Turning now to FIG. 6, a more detailed flowchart depiction and description of the real-time localization process described in block 520 of FIG. 5, in accordance with one embodiment of the present invention is illustrated. Based upon text, strings, or graphics, entered by the user, the localization unit 340 may determine the file type of the file or application being developed by the user (block 610). For example, the localization unit 340 may determine whether the file being developed is a C file, a C++ file, a Java file, a object-oriented programming file, a graphical user interface, a word processing document, or the like. Based upon the file type, the localization unit 340 may determine a context relating to the text, string, or graphic, being entered by the user (block 620). The context of the text, string, or graphic, may provide an indication to determine whether a text, string, or graphic, is semantically equivalent to a particular localized or translated text, string, or graphic, available in the lookup files 310, 350.

Therefore, in a real-time or a near real-time process, the localization unit 340 may perform a lookup of the localized or translated equivalent text, string, or graphic, in memory, such as in a lookup file 310, 350 (block 630). This lookup process may include various aspects, such as determining whether an exact match in the lookup file 310, 350 is found, an equivalent match within the context is found, or a partial match is found in the lookup file 310, 350.

Based upon the lookup results, which may include comparing the entered text, string, or graphic, to various matches of exact matches, context matches, or partial matches, a list of alternative selections for localization that may have one or more alternatives may be provided to the user (block 640). In one embodiment, the selection may be performed automatically by the computer system 206. In another embodiment, the user selects one of the suggestions. Based upon the suggestions and the selections of one of the suggestions for localization, a localization file 340 may be created, maintained, and/or updated in a real-time or near real-time fashion (block 650). Additionally, the newly selected or translated text, string, or graphic, may be used to update the lookup files 310, 350 for adding other information regarding context or partial matches (block 660). Therefore, the lookup files 310, 350 may expand as more data is provided based upon the user's selection. Therefore, a substantially real-time or near real-time localization file is provided based upon entry from the developer.

Utilizing embodiments of the present invention, a substantially real-time or near real-time localization of a particular software product may be performed. A substantially real-time lookup function may be performed to determine whether an entered text, string, or graphic image is substantially equivalent to the stored and previously translated text, string, or graphic, and provide one or more closely related alternatives to the user/developer. Based on the selection by the user and/or automated selections performed by a computer system 206, a new localized file may be generated. Therefore, upon the completion of the development of a particular software product, a completed, substantially completed, or partially localized file is now available. Additionally, newer localization or alternative text, string, or graphic, entry may have been performed by the user so that more efficient localizations have taken place. Therefore, embodiments of the present invention provide for a more efficient localization process that may be partially performed during the development of the process for more efficient completion of a localization of a particular software product. Furthermore, utilizing embodiments of the present invention, a more controlled vocabulary usage is made possible. This provides for more efficient use of existing translations. Controlled vocabulary usage may also provide for greater ability to predict the amount of localization that may be needed. Additionally, flexibility in performing localization is provided, such that localization may be performed on a real-time basis, a near real-time basis, and/or in a delayed offline manner. Therefore, various advantages, such as reduction in cost of localization of processes, faster finalization of a software product, more efficient or early release of a particular software product, and the like may be realized.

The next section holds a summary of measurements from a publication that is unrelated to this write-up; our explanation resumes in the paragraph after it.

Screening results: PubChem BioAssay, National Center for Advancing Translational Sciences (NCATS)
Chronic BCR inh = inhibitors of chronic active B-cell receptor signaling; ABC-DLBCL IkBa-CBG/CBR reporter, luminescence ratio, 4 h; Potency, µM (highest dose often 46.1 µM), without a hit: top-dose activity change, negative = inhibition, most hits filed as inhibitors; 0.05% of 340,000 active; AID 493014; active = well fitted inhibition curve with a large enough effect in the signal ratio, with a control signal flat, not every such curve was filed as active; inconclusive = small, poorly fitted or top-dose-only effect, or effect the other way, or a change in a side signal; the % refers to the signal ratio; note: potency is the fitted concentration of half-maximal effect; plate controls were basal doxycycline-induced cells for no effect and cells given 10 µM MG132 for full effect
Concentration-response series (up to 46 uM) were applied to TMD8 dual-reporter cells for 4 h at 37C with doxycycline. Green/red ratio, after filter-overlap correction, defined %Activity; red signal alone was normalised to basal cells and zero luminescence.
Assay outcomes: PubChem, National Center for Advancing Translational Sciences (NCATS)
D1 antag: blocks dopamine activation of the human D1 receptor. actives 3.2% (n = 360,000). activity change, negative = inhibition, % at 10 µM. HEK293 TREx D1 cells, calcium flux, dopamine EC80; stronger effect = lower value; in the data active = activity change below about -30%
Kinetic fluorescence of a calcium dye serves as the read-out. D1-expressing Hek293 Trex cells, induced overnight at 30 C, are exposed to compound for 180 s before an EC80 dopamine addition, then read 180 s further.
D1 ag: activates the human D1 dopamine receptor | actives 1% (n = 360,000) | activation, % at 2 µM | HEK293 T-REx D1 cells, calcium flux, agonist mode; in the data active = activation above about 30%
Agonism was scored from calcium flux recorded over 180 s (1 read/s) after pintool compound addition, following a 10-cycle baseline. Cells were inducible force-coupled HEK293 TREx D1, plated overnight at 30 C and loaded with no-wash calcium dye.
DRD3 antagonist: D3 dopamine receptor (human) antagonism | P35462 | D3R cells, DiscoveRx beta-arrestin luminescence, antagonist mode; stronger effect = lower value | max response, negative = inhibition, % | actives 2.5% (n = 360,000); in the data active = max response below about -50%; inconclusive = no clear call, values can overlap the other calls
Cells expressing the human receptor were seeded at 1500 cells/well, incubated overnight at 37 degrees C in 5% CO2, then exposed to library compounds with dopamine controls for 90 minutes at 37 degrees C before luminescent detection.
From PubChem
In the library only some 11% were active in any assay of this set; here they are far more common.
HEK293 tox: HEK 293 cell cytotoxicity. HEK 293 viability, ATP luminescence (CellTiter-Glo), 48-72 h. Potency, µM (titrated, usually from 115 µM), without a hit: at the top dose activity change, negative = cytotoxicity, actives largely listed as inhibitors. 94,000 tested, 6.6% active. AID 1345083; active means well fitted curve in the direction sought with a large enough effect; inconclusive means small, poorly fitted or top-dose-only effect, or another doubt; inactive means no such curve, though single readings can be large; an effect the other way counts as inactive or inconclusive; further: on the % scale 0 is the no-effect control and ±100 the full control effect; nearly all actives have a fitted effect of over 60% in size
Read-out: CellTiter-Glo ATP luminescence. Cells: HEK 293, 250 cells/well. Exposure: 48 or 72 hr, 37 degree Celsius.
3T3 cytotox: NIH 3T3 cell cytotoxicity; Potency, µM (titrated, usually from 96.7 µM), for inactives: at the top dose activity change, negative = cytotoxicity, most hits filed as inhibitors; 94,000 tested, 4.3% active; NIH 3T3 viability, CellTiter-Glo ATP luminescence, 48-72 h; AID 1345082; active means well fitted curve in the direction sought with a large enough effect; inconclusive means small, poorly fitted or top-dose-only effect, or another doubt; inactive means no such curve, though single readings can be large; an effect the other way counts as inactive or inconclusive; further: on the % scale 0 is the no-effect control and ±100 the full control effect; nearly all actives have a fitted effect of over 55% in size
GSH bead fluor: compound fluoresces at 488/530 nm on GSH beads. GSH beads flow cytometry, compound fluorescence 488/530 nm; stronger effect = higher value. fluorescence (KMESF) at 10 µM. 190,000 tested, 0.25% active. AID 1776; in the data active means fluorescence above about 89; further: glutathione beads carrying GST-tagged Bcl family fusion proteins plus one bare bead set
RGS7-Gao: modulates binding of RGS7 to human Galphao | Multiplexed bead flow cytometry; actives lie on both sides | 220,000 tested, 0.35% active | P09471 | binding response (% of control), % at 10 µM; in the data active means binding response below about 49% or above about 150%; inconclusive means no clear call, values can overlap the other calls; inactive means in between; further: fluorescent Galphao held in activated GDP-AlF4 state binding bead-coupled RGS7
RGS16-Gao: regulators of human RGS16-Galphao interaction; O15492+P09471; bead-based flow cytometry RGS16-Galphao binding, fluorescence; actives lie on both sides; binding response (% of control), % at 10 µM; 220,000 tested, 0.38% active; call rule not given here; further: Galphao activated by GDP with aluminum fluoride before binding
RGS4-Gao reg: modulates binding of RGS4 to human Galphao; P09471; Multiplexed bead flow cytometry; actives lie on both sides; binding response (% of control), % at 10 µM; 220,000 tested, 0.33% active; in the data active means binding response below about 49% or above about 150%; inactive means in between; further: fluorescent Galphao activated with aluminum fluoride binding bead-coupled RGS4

The particular embodiments disclosed above are illustrative only, as the invention may be modified and practiced in different but equivalent manners apparent to those skilled in the art having the benefit of the teachings herein. Furthermore, no limitations are intended to the details of construction or design herein shown, other than as described in the claims below. It is therefore evident that the particular embodiments disclosed above may be altered or modified and all such variations are considered within the scope and spirit of the invention. Accordingly, the protection sought herein is as set forth in the claims below.

Referenced by
Citing PatentFiling datePublication dateApplicantTitle
US7552452Jan 20, 2005Jun 23, 2009Microsoft CorporationSafe, secure resource editing for application localization with language fallback
US7617092Dec 1, 2004Nov 10, 2009Microsoft CorporationSafe, secure resource editing for application localization
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Classifications
U.S. Classification715/255, 704/8
International ClassificationG06F17/21, G06F17/20, G06F17/24
Cooperative ClassificationG06F9/4448, G06F17/28
European ClassificationG06F9/44W6
Legal Events
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Mar 29, 2007ASAssignment
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Owner name: APPLE INC.,CALIFORNIA
Free format text: CHANGE OF NAME;ASSIGNOR:APLE COMPUTER, INC.;US-ASSIGNMENT DATABASE UPDATED:20100223;REEL/FRAME:19084/276
Sep 15, 2004ASAssignment
Owner name: APPLE COMPUTER, INC., CALIFORNIA
Free format text: ASSIGNMENT OF ASSIGNORS INTEREST;ASSIGNORS:PETRI, JONAH W.;WILSON, ANDREW M.;HANSTEN, CHRISTOPHER E.;AND OTHERS;REEL/FRAME:015807/0158
Effective date: 20040914